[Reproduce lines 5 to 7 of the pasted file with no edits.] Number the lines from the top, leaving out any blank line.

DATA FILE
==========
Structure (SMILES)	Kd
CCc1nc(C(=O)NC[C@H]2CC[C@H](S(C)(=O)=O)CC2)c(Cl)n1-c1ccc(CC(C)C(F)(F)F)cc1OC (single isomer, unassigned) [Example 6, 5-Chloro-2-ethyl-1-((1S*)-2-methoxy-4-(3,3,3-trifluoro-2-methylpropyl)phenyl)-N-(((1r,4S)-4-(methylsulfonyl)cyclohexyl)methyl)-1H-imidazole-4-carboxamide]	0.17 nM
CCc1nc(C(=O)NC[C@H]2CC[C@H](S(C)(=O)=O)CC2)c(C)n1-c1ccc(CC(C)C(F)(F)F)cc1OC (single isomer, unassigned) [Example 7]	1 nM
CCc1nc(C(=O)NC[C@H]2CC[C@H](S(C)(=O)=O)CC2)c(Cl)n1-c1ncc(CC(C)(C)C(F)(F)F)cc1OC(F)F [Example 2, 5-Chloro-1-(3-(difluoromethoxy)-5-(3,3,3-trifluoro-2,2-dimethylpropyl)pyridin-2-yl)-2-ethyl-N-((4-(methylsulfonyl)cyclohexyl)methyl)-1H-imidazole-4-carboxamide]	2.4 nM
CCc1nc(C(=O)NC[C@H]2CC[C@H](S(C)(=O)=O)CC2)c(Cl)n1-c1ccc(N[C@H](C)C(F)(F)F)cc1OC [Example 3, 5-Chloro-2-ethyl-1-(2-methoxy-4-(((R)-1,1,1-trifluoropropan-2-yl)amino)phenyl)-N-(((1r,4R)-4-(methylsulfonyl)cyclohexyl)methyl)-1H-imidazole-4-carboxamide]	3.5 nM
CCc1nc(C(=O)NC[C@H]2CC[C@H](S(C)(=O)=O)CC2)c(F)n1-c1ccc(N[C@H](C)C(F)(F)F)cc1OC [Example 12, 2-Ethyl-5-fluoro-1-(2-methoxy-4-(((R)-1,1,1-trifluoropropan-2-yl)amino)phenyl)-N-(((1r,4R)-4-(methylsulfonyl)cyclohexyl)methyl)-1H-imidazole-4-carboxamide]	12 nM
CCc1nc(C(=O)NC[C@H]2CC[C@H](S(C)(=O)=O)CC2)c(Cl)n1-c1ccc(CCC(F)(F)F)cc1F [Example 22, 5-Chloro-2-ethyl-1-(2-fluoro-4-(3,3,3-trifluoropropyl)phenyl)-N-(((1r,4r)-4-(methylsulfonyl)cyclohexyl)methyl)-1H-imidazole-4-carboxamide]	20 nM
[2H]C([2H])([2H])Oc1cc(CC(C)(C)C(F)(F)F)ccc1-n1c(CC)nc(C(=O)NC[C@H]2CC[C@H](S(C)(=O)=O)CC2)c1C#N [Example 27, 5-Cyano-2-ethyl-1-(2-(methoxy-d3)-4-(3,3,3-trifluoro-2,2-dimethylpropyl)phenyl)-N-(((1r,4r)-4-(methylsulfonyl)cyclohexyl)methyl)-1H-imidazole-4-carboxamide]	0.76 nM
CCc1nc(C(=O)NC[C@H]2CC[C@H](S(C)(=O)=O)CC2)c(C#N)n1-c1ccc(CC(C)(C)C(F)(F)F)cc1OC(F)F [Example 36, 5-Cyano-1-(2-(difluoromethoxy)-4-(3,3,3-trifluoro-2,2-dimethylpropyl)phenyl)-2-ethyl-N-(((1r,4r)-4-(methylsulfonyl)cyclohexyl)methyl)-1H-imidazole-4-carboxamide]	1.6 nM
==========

CCc1nc(C(=O)NC[C@H]2CC[C@H](S(C)(=O)=O)CC2)c(Cl)n1-c1ccc(N[C@H](C)C(F)(F)F)cc1OC [Example 3, 5-Chloro-2-ethyl-1-(2-methoxy-4-(((R)-1,1,1-trifluoropropan-2-yl)amino)phenyl)-N-(((1r,4R)-4-(methylsulfonyl)cyclohexyl)methyl)-1H-imidazole-4-carboxamide]	3.5 nM
CCc1nc(C(=O)NC[C@H]2CC[C@H](S(C)(=O)=O)CC2)c(F)n1-c1ccc(N[C@H](C)C(F)(F)F)cc1OC [Example 12, 2-Ethyl-5-fluoro-1-(2-methoxy-4-(((R)-1,1,1-trifluoropropan-2-yl)amino)phenyl)-N-(((1r,4R)-4-(methylsulfonyl)cyclohexyl)methyl)-1H-imidazole-4-carboxamide]	12 nM
CCc1nc(C(=O)NC[C@H]2CC[C@H](S(C)(=O)=O)CC2)c(Cl)n1-c1ccc(CCC(F)(F)F)cc1F [Example 22, 5-Chloro-2-ethyl-1-(2-fluoro-4-(3,3,3-trifluoropropyl)phenyl)-N-(((1r,4r)-4-(methylsulfonyl)cyclohexyl)methyl)-1H-imidazole-4-carboxamide]	20 nM